Published by Impact Magazine March 16, 2014.
Performing to a sold out crowd in Nottingham Arts Theatre, ‘Mind Games’ saw UoN’s own Aaron Calvert captivate the crowd with two hours of psychological hypnotism; using recognition of body language, questioning of volunteers and pre-show prediction to determine participants’ behaviour.
Immediately likeable and clearly confident in front of an audience, Calvert started off the show with ‘smaller’ tricks such as waging £50 on guessing numbers of a die an audience member had chosen. Although always impressive, it sometimes felt a bit slow, though many of the sections in the first act were interwoven into the second, which was by far the stronger of the two.
Immediately likeable and clearly confident in front of an audience
After the interval, hypnosis commences and the audience’s reactions grow louder. Explaining to those who may be more cynical that hypnosis is actually a stage we all enter before sleeping, Calvert attempts to put the whole room into a trance-like state. Those who were most receptive were chosen to go up on stage and that was when the hysterical laughter and sheer amazement began. Without giving anything away, this is what most of the audience came to see and Calvert delivers with unique tasks for those under his command. Kindly, Calvert opts not to embarrass any of the participants, aiming instead for comedy; definitely important for people watching (like me) who hate the thought of being picked to go on stage. The show wraps up with a major revelation (truly one of those How IS THAT POSSIBLE?! moments) and all ends of the performance are excellently tied up.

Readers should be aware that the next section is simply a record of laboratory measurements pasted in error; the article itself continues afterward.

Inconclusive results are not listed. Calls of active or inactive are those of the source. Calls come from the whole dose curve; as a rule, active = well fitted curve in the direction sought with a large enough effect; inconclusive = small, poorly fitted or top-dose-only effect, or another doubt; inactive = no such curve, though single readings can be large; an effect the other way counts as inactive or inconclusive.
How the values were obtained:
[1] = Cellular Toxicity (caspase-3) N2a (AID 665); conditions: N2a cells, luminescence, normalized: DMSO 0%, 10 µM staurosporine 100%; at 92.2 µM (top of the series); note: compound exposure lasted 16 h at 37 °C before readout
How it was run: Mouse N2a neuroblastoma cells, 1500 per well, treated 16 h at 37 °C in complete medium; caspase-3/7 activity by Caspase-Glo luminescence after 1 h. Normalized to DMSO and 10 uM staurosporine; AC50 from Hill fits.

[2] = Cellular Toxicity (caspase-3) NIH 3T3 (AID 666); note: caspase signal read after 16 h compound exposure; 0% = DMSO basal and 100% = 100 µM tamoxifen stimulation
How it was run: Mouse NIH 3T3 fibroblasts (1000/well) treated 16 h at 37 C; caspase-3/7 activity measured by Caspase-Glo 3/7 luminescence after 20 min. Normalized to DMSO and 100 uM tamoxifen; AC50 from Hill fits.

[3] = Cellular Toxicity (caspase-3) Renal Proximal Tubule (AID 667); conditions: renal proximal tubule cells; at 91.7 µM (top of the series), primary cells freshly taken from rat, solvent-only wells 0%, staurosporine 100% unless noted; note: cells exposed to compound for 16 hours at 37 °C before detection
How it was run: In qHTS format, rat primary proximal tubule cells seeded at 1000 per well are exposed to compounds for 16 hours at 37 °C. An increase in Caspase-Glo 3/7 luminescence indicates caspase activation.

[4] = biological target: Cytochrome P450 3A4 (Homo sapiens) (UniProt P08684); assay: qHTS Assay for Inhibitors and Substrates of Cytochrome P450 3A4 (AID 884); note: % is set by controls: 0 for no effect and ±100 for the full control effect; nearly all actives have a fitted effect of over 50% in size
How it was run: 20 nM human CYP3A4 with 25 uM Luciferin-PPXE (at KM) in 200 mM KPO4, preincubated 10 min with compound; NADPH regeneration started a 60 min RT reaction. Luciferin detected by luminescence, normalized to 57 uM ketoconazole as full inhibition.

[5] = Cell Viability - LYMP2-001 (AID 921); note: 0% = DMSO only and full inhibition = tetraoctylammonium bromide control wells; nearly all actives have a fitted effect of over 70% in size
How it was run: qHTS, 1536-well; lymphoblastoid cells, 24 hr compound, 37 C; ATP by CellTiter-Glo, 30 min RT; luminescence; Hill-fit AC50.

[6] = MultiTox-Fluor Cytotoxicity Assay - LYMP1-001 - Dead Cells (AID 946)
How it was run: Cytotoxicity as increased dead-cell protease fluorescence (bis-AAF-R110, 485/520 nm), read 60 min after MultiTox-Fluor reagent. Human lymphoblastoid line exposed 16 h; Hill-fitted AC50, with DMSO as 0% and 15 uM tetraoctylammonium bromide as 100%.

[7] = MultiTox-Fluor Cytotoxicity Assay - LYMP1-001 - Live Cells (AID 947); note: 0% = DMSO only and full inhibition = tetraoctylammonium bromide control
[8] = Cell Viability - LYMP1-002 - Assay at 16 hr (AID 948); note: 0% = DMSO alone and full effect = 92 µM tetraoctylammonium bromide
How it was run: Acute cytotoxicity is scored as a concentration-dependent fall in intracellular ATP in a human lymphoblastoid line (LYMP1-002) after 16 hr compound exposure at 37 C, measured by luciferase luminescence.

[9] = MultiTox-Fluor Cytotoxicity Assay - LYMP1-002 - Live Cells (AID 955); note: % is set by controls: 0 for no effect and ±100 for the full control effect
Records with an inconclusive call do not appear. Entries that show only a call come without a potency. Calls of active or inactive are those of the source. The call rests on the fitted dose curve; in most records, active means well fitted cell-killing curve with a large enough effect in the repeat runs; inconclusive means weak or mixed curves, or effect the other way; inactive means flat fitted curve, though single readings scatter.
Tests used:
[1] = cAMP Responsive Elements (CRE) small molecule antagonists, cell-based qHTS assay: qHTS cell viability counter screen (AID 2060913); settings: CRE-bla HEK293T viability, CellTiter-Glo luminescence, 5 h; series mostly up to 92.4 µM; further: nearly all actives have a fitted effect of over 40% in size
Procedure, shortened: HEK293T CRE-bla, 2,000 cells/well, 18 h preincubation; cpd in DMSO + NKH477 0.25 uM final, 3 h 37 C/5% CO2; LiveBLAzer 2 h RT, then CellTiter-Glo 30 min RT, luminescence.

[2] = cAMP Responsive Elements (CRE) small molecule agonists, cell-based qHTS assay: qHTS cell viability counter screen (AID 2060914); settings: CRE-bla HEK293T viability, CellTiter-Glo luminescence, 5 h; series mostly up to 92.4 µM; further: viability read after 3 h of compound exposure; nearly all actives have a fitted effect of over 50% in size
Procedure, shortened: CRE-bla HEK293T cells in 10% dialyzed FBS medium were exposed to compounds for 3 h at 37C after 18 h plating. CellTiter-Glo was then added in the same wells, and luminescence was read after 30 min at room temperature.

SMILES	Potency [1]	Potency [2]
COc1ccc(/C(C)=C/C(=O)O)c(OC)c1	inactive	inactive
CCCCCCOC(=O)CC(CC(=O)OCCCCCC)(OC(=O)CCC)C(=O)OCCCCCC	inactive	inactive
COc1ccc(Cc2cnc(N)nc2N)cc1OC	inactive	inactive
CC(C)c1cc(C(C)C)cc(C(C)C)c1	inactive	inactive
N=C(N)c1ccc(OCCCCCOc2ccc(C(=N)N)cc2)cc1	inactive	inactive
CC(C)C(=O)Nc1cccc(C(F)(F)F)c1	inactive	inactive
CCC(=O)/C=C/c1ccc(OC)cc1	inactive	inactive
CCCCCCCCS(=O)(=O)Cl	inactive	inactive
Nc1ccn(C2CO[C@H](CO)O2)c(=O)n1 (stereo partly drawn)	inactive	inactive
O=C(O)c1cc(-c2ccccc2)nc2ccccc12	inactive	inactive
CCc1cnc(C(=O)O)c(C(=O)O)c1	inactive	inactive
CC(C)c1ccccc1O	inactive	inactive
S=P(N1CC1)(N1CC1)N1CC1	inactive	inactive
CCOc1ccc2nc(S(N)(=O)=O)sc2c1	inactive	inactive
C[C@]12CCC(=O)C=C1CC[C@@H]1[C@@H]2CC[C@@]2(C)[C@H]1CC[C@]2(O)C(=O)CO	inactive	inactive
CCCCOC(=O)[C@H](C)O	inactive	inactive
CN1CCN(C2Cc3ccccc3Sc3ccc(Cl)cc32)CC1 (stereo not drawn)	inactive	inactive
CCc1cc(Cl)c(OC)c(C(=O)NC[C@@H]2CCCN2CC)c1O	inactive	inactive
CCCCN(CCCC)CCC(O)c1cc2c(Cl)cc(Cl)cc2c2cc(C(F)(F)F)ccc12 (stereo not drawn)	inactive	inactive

Kindly, Calvert opts not to embarrass any of the participants, aiming instead for comedy
As Calvert himself states at the start, audience participation is the crux of the show and sometimes segments could be more awkward than planned simply due to the members involved. A accidental slip up ruined one surprise for some of the more observant audience members. But, with more rehearsal on stage and with the crew, links between sections may be sped up and some pieces which receive less audience reaction could be cut to make it more streamline; only including acts which are both enjoyable to watch and mystifying to understand.
Sometimes segments could be more awkward than planned simply due to the members involved
With only one wrong guess in the whole show, quirky explanations and interesting takes on mind-reading and suggestion, I hope this final-year doctor gets the chance to develop this show further and performs again in Nottingham – I know many people who would appreciate the show.
Yasemin Craggs Mersinoglu
Image: Aaron Calvert